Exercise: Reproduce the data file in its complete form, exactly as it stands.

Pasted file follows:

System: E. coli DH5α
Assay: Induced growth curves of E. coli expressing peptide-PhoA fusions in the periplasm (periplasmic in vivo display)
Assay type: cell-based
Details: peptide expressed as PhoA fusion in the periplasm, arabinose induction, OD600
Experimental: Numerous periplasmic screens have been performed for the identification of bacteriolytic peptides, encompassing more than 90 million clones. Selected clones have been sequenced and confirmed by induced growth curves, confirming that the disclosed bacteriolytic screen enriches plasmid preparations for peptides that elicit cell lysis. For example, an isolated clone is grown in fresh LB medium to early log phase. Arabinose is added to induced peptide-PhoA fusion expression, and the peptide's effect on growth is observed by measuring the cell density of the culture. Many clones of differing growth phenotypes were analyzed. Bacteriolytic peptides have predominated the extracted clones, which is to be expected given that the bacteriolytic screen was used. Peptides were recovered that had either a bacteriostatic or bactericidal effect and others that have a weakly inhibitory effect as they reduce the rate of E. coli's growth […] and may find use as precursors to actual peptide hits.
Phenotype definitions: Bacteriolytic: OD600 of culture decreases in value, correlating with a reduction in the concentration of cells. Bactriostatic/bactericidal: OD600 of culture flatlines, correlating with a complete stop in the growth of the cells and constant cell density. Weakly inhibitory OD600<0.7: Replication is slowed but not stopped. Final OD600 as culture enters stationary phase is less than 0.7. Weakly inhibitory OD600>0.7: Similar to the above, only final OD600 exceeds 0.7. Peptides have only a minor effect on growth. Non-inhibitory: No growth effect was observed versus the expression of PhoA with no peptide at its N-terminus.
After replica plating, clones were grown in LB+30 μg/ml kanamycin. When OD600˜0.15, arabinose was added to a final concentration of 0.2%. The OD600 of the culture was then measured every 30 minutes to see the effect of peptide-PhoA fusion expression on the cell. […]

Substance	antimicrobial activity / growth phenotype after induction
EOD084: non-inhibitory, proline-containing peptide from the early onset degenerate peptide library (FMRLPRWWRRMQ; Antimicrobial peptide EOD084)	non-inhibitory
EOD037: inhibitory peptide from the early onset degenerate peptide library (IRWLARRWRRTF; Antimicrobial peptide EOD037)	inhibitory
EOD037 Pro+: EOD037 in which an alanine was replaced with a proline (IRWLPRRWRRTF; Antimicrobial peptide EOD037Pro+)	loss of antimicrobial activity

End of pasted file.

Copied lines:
System: E. coli DH5α
Assay: Induced growth curves of E. coli expressing peptide-PhoA fusions in the periplasm (periplasmic in vivo display)
Assay type: cell-based
Details: peptide expressed as PhoA fusion in the periplasm, arabinose induction, OD600
Experimental: Numerous periplasmic screens have been performed for the identification of bacteriolytic peptides, encompassing more than 90 million clones. Selected clones have been sequenced and confirmed by induced growth curves, confirming that the disclosed bacteriolytic screen enriches plasmid preparations for peptides that elicit cell lysis. For example, an isolated clone is grown in fresh LB medium to early log phase. Arabinose is added to induced peptide-PhoA fusion expression, and the peptide's effect on growth is observed by measuring the cell density of the culture. Many clones of differing growth phenotypes were analyzed. Bacteriolytic peptides have predominated the extracted clones, which is to be expected given that the bacteriolytic screen was used. Peptides were recovered that had either a bacteriostatic or bactericidal effect and others that have a weakly inhibitory effect as they reduce the rate of E. coli's growth […] and may find use as precursors to actual peptide hits.
Phenotype definitions: Bacteriolytic: OD600 of culture decreases in value, correlating with a reduction in the concentration of cells. Bactriostatic/bactericidal: OD600 of culture flatlines, correlating with a complete stop in the growth of the cells and constant cell density. Weakly inhibitory OD600<0.7: Replication is slowed but not stopped. Final OD600 as culture enters stationary phase is less than 0.7. Weakly inhibitory OD600>0.7: Similar to the above, only final OD600 exceeds 0.7. Peptides have only a minor effect on growth. Non-inhibitory: No growth effect was observed versus the expression of PhoA with no peptide at its N-terminus.
After replica plating, clones were grown in LB+30 μg/ml kanamycin. When OD600˜0.15, arabinose was added to a final concentration of 0.2%. The OD600 of the culture was then measured every 30 minutes to see the effect of peptide-PhoA fusion expression on the cell. […]

Substance	antimicrobial activity / growth phenotype after induction
EOD084: non-inhibitory, proline-containing peptide from the early onset degenerate peptide library (FMRLPRWWRRMQ; Antimicrobial peptide EOD084)	non-inhibitory
EOD037: inhibitory peptide from the early onset degenerate peptide library (IRWLARRWRRTF; Antimicrobial peptide EOD037)	inhibitory
EOD037 Pro+: EOD037 in which an alanine was replaced with a proline (IRWLPRRWRRTF; Antimicrobial peptide EOD037Pro+)	loss of antimicrobial activity